Zebra finch

When needs compete, love trumps thirst

While many studies have investigated the neuroscience behind how an animal learns to achieve a goal, such as obtaining water when thirsty, none have understood how animals choose between a number of competing needs – until now.

A study, published Sept. 27 in the journal Nature, used advanced techniques developed by the researchers to track the brain’s dopamine reward system and found – for the first time ­– this system flexibly retunes toward the most important goal when faced with multiple competing needs.

In the study, when a lonely and thirsty male zebra finch encountered a female, his thirst waned and he instead focused his attention on her, a shift reflected in the dopamine system. 

Along with expanding our understanding of how dopamine neurons and pathways influence complex behavior, the finding may also inform the development of new artificial intelligence designs that mimic neural networks and dopamine reward systems.

“What we did that was new to my knowledge, is we were less interested in how an animal achieves a given objective and more interested in what happens when multiple objectives are on the table,” said Jesse Goldberg, associate professor of neurobiology and behavior and Robert R. Capranica Fellow in the College of Arts and Sciences and senior author of the study. Andrea Roeser, Ph.D. ‘23 and Vikram Gadagkar, Ph.D. ‘13, a former postdoctoral researcher, both past members of Goldberg’s lab, are co-first authors.

For more than a century, researchers have been studying relationships between dopamine and learning. Dopamine neurons fire in response to rewards meeting diverse needs such as hunger, thirst, loneliness, language, and song learning, to name a few. Upon receiving a reward, such as water when thirsty, dopamine neurons exhibit a burst in activity. All drugs of addiction work through this system, Goldberg said. In Parkinson’s disease, dopamine neurons lose their function.

Previous research in Goldberg’s lab found that when young zebra finches learn songs, dopamine neurons fire when the birds unexpectedly hit the right note, and the neurons are suppressed when they are disappointed by hitting a bad note.

“The problem that bothered me after that discovery was: How can a bird use the same system and same learning signals for singing when it also wants to get food?” Goldberg said. “It seemed that this single system was being asked to do too much.”

In the current study, Roeser developed a technique using optical recording methods and an engineered virus. Genes in the virus drove the expression of fluorescent dopamine sensors, such that the tissue fluoresced in proportion to dopamine levels. Optical fibers placed in the brain were then able to measure dopamine levels rising and falling as birds sang songs, courted females, and drank water. While a previous system using electrodes let researchers measure dopamine signals for up to 30 minutes, this new method allowed them to measure neuron activity for up to four hours straight over weeks.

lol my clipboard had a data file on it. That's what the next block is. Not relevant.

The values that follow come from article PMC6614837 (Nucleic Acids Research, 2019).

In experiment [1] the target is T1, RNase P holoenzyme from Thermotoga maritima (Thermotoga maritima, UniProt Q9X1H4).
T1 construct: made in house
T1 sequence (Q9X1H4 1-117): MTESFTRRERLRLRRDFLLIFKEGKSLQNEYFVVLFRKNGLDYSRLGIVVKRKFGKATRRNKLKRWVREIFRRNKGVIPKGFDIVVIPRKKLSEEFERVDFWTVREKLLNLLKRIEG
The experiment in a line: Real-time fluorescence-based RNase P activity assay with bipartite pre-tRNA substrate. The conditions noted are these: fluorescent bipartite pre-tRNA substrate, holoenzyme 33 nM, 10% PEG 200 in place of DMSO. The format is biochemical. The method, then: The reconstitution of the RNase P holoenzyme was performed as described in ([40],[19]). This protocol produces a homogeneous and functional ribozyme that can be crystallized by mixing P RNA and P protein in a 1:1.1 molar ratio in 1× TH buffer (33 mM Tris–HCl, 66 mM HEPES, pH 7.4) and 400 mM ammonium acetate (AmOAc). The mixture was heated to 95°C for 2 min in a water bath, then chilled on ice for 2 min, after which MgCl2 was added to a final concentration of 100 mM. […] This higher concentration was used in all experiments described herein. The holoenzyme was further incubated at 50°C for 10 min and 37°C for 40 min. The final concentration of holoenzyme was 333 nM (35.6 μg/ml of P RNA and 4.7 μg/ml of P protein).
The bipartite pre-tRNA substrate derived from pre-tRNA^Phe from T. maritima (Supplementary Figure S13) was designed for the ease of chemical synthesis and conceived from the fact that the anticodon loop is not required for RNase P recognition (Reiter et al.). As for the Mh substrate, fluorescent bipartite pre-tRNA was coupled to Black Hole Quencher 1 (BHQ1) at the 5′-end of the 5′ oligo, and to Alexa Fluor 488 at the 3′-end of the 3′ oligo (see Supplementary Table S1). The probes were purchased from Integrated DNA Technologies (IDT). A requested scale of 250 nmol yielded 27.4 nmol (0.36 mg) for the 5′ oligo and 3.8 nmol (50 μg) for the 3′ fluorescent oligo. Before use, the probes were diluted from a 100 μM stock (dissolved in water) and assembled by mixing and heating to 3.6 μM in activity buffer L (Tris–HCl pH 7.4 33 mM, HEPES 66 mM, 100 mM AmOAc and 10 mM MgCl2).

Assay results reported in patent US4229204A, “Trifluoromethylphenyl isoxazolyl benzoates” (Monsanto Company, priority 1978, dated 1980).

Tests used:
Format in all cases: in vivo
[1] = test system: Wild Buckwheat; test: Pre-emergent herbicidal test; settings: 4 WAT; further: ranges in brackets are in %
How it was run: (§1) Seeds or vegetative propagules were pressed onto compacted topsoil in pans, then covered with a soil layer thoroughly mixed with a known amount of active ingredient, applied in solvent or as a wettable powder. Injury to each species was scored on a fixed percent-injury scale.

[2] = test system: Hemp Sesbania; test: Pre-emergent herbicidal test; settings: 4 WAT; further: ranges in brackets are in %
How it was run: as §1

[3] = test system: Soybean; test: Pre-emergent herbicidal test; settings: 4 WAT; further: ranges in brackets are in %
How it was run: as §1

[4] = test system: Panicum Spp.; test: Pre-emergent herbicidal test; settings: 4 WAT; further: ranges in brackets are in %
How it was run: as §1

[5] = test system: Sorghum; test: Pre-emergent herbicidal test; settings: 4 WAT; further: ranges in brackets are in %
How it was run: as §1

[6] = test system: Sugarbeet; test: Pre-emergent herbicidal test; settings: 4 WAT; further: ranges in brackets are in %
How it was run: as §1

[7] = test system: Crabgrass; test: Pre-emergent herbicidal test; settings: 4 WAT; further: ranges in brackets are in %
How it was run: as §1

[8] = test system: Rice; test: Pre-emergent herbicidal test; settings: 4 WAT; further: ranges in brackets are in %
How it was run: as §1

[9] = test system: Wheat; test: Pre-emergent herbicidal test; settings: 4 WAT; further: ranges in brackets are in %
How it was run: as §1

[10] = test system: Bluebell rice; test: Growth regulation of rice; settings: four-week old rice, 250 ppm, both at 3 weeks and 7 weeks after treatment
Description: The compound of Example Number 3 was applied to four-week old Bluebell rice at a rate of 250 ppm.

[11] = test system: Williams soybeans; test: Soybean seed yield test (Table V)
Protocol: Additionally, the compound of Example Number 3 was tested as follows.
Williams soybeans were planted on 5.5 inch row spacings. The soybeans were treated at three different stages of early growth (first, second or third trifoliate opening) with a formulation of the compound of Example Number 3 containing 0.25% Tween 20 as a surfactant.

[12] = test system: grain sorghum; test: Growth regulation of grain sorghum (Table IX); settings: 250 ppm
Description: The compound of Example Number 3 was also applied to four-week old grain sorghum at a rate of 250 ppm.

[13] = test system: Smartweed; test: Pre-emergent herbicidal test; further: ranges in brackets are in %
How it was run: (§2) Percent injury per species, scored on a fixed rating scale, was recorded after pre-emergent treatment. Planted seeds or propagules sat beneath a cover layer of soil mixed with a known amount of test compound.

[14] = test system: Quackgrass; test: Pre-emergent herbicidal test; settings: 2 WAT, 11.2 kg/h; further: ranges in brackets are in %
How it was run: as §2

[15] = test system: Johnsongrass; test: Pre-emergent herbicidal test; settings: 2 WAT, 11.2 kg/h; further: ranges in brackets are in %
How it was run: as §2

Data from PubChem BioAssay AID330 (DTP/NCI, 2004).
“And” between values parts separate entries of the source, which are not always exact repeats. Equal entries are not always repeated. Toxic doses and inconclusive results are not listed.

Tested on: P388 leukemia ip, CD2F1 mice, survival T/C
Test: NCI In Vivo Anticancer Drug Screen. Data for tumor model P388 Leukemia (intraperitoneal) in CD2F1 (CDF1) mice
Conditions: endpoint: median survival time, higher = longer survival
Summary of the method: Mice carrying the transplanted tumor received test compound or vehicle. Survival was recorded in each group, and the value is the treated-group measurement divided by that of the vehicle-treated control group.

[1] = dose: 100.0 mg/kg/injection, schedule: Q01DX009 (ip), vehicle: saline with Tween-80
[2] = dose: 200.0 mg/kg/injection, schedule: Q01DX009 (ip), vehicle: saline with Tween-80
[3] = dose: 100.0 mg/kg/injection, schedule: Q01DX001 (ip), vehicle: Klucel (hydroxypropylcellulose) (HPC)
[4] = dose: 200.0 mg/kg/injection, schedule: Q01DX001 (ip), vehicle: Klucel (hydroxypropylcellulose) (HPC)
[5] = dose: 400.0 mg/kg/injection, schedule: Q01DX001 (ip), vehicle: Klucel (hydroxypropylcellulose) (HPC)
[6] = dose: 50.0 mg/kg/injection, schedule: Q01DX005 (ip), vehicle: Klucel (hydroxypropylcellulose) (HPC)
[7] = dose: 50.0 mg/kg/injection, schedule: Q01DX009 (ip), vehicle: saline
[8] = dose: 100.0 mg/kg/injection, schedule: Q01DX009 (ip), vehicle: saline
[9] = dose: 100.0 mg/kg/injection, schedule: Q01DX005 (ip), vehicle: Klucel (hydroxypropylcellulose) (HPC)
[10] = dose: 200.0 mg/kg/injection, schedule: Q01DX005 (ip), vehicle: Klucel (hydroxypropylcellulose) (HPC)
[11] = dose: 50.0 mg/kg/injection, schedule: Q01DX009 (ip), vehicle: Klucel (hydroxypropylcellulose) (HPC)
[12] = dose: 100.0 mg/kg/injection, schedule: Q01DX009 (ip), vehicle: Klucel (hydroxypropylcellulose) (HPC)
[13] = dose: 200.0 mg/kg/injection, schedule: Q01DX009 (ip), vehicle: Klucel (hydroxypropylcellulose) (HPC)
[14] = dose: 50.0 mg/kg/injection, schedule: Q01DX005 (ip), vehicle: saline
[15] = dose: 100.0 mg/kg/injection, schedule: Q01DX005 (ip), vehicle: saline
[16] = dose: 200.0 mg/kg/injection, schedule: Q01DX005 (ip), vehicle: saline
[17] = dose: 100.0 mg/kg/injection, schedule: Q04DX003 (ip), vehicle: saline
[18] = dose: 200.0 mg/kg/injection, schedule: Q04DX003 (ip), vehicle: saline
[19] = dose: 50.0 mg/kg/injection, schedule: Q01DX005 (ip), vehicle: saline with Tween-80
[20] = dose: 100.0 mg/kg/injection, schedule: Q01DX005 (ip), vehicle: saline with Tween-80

“It was a key technical advance that enabled the discovery,” Goldberg said.

In experiments, Goldberg and colleagues isolated male zebra finches, which are social animals, and also made them thirsty. The male had been trained to recognize that a flashing light meant it could peck a spout and get a drink, and when the bird was alone, the cue triggered both a large dopamine signal and water retrieval. But when the female was added to the cage, the male ignored the cue and the dopamine signal ceased.

“It’s kind of intuitive, but hadn’t explicitly been shown before, that courtship reduces the need for thirst,” Goldberg said. “And that’s important because in a complex and natural environment priorities change as new opportunities arise.” The shift was reflected in both the bird’s behavior and in the dopamine signal, he said.

During courtship the male sings to impress the female, and the researchers wondered how the dopamine system might respond to the male’s evaluation of his own song, where stakes are higher in order to impress the female. Surprisingly, they found that the male’s dopamine system for evaluating his own song was turned off, as was his water reward signal.

The authors then hypothesized that maybe the dopamine system was retuning as the animal shifted its attention to the female’s behavior. And they found that, indeed, when females called back in response to singing males, big activations were observed in the specific part of the male’s dopamine system dedicated to social communication. “Both thirst and self-evaluation associated dopamine signals were turned off during courtship, and instead, that same signal was driven by her positive feedback,” Goldberg said.

Goldberg hypothesizes that females are giving males cues for what she likes during courtship singing. And over the course of an courtship period with multiple males, the female may be able to determine which male adopts her advice on what works. “On the basis of that type of interaction she could suss out not just his fitness but his commitment, specifically to her,” Goldberg said.       

These learning centers of the brain dynamically retune on moment by moment timescales, as an animal changes its priorities in response to new opportunities in the environment, Goldberg said.

The study was funded by the National Institutes of Health.     

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